It used to be a seasonal thing, being crazy for cranberries. Not any more. But there is no Thanksgiving holiday table without cranberry sauce. And I am not alone considering how many cooks love to make a batch of their own cranberry sauce for the holiday table. The array of flavors is close to infinite considering cranberries meld with so many other flavors from curry to ginger.
Cranberries are harvested during a short season from September after Labor Day through December, with the bulk of the jewel-like crop marketed in November. Due to overwhelming consumer demand, crops generally consist of several varieties planted to stagger the harvest and prolong the season.
Fresh cranberries are available in the produce section of most supermarkets from late October right into January, often sold in their familiar 12-ounce plastic bags, which yield about 3 cups whole berries. Exceptionally high in vitamin C, the raw fruit also contains benzoic acid, a natural preservative, so they hold up to prolonged refrigeration, staying fresh for about 8 weeks after harvest. One should look for plump, shiny, and firm berries, not mushy, shriveled, or green, under-ripe ones. Fortunately we find most bags of cranberries in perfect shape, since the sorting and packing process is so efficient.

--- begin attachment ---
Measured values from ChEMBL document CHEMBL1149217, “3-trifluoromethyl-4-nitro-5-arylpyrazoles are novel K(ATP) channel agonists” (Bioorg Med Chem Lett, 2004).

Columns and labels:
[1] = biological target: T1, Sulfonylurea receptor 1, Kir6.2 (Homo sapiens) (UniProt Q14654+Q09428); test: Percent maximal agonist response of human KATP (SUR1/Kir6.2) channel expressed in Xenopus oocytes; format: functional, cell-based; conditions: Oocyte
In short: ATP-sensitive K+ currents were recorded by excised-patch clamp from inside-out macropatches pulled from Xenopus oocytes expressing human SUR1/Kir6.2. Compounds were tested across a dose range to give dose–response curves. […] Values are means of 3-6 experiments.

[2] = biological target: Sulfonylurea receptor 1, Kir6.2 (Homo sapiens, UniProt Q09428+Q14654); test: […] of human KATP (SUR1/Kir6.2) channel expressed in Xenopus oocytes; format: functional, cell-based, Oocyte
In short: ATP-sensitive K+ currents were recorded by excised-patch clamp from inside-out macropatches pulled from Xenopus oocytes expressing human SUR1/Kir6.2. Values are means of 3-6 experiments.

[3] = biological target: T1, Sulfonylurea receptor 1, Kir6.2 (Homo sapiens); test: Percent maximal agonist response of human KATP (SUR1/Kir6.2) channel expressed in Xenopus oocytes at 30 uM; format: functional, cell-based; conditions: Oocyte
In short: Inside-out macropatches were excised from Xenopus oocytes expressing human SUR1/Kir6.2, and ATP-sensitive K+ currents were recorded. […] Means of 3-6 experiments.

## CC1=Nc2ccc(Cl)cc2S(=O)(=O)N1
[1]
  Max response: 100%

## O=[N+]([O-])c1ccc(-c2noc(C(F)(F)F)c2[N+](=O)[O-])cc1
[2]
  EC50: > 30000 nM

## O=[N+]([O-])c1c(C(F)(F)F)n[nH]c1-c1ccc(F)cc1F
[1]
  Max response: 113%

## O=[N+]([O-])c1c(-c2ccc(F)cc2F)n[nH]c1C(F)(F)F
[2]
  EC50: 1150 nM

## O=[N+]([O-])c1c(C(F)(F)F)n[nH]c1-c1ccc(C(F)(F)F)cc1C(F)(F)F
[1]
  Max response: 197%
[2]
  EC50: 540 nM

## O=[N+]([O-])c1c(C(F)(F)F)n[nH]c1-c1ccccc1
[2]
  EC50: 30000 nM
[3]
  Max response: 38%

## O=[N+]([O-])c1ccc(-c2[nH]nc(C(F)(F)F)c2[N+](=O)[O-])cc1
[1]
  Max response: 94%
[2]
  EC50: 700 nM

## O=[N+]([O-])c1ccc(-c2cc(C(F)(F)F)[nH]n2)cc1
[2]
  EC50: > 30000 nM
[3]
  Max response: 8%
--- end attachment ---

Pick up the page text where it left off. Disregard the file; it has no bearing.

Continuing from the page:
Many supermarkets now toss all their end-of-season bags of cranberries directly into the freezer, making them readily available to savvy consumers throughout the coming months. Cranberries can be frozen in bags up to a year and used unthawed in recipes calling for fresh, any time of year. Don’t wash the berries until you are ready to use them. Unthawed frozen cranberries are easily chopped in a food processor, just like the fresh. In recipes, just use the frozen (unthawed) whole cranberries directly from their cello bag. Pick over the berries to cull out any stems or soft ones. Since frozen cranberries tend to lose a bit of their crisp texture, they are better suited to dishes that are cooked or baked, rather than served raw.
Canned cranberry sauce, either jellied or whole berry, is available all year round. Beyond serving alone as a condiment, it makes an excellent addition to countless sweet and savory recipes, even baking. I use canned cranberry sauces in many recipes with fabulous success.
These recipes are made in the bread machine on the Jam Cycle. But I have included stovetop instructions as well for convenience.
Recipe and text copyright Beth Hensperger 2014
Please enjoy the recipe and make it your own. If you copy the recipe and text for internet use, please include my byline and link to my site.